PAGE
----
An often compelling novel set in the colorful, dangerous world of oil field diving.




Butcher’s debut novel tells the story of a commercial diver struggling with difficult co-workers.

You would think a man by the name of Jonah would never go to sea. Even if he had no superstition regarding his name, surely others around him would. Nevertheless, Jonah becomes an apprentice oil field diver—or “Tender,” as they’re known—doing maintenance work on the labyrinth of pipelines that crisscross the floor of the Gulf of Mexico. Jonah gains a reputation for toughness and survival—valued qualities in his line of work—and manages to rise above his unfortunate name. Then one of the divers on his team—a man named Seed, who was recently released from the state penitentiary—takes his dispute with a crane operator too far; when the crew is sent to recover the body of a dead rigger, Seed hangs the corpse from the crane. This trespass against decency destroys the reputation of Jonah’s crew and makes them vulnerable to violent reprisals from other Louisiana riggers. “Do you know how easy it is ta kill a man offshore and make it look like an accident?” threatens one rigger who breaks into Jonah’s apartment. “I want you ta think a me when the crane operator crushes you under a load.” Jonah finds himself having to take more and more difficult jobs, surrounded by progressively more unfriendly crewmates. Meanwhile, his refusal to defend Seed’s actions makes the ex-con a particularly pernicious enemy. On top of it all, Jonah must face other timeless dangers of the sea: cold water, rough weather, and myriad creatures—including, of course, a whale. Butcher’s measured prose deftly captures the grit and violence of Jonah’s world, both on deck and beneath the waves: “The ocean’s molten color poured into his helmet. It shone through his lens onto his face. It flooded into his eyes, filled his face and mind with concentrated blue until that’s all there was to know.” The author also makes repeated references to Jonah’s other literary antecedent, the similarly biblically named Ishmael, although this book is far more approachable than Herman Melville’s Moby-Dick, both in its narrative style and in its literary ambition. Jonah’s tale is essentially an adventure story, and the rigger vendettas, murderers, and snake-handlers that populate the pages of this book are more the stuff of pulp fiction than they are of reality. Even so, the world of offshore oil rigs is indeed a rugged one, and Butcher’s handling of it here will attract readers who might not have had any interest in the milieu before. There are a few moments when the narrative drifts lazily into cliché—“I don’t think it’s possible to really know what’s in a man’s heart,” muses an old hand named Porter in the novel’s frame narrative, “any more than it’s possible to know what’s hidden in the ocean”—but the story is entertaining enough for readers to forgive the author for such lapses.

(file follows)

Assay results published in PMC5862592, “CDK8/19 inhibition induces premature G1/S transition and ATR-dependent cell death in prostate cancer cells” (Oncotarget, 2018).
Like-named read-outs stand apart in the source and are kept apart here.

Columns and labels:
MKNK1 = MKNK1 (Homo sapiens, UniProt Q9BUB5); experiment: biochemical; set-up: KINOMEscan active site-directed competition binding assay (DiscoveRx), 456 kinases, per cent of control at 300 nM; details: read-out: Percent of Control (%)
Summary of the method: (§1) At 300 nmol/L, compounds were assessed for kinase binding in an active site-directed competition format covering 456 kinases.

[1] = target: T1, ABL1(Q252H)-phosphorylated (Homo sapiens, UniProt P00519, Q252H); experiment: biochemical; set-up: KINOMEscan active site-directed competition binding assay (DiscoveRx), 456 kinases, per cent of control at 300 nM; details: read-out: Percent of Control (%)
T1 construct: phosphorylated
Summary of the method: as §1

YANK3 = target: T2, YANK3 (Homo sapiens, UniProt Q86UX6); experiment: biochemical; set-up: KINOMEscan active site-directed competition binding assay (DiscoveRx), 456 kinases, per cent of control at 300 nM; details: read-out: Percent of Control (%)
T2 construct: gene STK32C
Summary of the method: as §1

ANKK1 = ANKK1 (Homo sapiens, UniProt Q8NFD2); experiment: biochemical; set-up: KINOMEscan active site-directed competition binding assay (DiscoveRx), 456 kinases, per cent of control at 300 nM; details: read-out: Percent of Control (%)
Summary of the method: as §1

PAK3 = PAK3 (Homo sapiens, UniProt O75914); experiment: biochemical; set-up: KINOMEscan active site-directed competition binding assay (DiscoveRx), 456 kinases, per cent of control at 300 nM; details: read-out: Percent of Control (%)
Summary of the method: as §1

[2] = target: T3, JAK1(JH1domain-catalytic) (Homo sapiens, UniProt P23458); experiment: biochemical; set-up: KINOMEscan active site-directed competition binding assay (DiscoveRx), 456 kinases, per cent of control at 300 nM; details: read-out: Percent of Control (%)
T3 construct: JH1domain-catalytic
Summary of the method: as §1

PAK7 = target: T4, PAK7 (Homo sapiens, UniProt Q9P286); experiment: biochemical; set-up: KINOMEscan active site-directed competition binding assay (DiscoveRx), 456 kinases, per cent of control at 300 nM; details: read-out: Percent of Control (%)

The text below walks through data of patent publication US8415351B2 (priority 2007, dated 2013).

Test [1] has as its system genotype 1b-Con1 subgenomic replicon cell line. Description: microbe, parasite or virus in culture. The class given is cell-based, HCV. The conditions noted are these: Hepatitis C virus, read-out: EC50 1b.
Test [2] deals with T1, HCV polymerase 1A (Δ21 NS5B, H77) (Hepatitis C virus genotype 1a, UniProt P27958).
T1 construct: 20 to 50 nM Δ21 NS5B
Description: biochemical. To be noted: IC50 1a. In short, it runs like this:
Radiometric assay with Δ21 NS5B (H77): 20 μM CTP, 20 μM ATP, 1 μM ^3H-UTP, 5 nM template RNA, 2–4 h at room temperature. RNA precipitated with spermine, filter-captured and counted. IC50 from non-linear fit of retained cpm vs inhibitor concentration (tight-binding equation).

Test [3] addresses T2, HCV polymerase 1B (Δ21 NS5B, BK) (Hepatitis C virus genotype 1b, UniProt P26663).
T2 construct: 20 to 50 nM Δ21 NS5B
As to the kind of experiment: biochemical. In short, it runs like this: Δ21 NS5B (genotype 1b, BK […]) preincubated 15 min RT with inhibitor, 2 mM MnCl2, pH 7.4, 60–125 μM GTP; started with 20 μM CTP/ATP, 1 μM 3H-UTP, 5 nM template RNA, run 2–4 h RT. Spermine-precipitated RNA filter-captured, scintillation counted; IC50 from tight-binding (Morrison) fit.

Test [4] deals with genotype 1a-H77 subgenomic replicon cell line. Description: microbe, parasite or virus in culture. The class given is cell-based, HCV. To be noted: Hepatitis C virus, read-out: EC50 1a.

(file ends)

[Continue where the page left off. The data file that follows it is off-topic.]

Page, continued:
An often compelling novel set in the colorful, dangerous world of oil field diving.

Pub Date: March 22, 2018

ISBN: 978-1-947942-18-9

Page Count: 312

Publisher: Liberty Island Media

Review Posted Online: Oct. 11, 2018

Kirkus Reviews Issue: Dec. 1, 2018

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Kin “[find] each other’s lives inscrutable” in this rich, sharp story about the way identity is formed.

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Inseparable identical twin sisters ditch home together, and then one decides to vanish.